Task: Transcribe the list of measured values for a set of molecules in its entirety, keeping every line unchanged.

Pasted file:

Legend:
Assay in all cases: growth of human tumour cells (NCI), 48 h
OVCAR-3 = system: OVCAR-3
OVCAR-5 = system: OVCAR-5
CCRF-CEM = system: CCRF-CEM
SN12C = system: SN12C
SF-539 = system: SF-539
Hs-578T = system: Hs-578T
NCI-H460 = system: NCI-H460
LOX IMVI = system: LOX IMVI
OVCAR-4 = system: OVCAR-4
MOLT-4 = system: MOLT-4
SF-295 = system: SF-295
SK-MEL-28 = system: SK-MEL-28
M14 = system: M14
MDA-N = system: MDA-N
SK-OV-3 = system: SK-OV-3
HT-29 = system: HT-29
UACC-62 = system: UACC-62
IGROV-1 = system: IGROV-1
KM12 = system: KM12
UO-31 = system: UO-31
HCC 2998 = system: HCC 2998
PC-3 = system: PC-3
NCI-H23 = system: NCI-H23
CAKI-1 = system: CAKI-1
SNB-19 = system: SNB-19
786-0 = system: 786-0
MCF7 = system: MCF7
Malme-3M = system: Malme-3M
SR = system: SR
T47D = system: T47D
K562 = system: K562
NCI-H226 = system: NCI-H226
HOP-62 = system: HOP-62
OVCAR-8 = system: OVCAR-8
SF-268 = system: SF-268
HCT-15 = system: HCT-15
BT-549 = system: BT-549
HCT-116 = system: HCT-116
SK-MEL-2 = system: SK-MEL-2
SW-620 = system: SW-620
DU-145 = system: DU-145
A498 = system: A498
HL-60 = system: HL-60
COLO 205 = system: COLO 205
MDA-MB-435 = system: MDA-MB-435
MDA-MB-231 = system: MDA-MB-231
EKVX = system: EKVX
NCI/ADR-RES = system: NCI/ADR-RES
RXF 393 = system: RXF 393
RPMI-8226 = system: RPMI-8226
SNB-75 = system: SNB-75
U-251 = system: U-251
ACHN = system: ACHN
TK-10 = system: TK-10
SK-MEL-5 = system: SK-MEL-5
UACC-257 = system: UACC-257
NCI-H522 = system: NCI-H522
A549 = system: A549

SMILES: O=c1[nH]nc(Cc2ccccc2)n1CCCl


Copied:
Legend:
Assay in all cases: growth of human tumour cells (NCI), 48 h
OVCAR-3 = system: OVCAR-3
OVCAR-5 = system: OVCAR-5
CCRF-CEM = system: CCRF-CEM
SN12C = system: SN12C
SF-539 = system: SF-539
Hs-578T = system: Hs-578T
NCI-H460 = system: NCI-H460
LOX IMVI = system: LOX IMVI
OVCAR-4 = system: OVCAR-4
MOLT-4 = system: MOLT-4
SF-295 = system: SF-295
SK-MEL-28 = system: SK-MEL-28
M14 = system: M14
MDA-N = system: MDA-N
SK-OV-3 = system: SK-OV-3
HT-29 = system: HT-29
UACC-62 = system: UACC-62
IGROV-1 = system: IGROV-1
KM12 = system: KM12
UO-31 = system: UO-31
HCC 2998 = system: HCC 2998
PC-3 = system: PC-3
NCI-H23 = system: NCI-H23
CAKI-1 = system: CAKI-1
SNB-19 = system: SNB-19
786-0 = system: 786-0
MCF7 = system: MCF7
Malme-3M = system: Malme-3M
SR = system: SR
T47D = system: T47D
K562 = system: K562
NCI-H226 = system: NCI-H226
HOP-62 = system: HOP-62
OVCAR-8 = system: OVCAR-8
SF-268 = system: SF-268
HCT-15 = system: HCT-15
BT-549 = system: BT-549
HCT-116 = system: HCT-116
SK-MEL-2 = system: SK-MEL-2
SW-620 = system: SW-620
DU-145 = system: DU-145
A498 = system: A498
HL-60 = system: HL-60
COLO 205 = system: COLO 205
MDA-MB-435 = system: MDA-MB-435
MDA-MB-231 = system: MDA-MB-231
EKVX = system: EKVX
NCI/ADR-RES = system: NCI/ADR-RES
RXF 393 = system: RXF 393
RPMI-8226 = system: RPMI-8226
SNB-75 = system: SNB-75
U-251 = system: U-251
ACHN = system: ACHN
TK-10 = system: TK-10
SK-MEL-5 = system: SK-MEL-5
UACC-257 = system: UACC-257
NCI-H522 = system: NCI-H522
A549 = system: A549

SMILES: O=c1[nH]nc(Cc2ccccc2)n1CCCl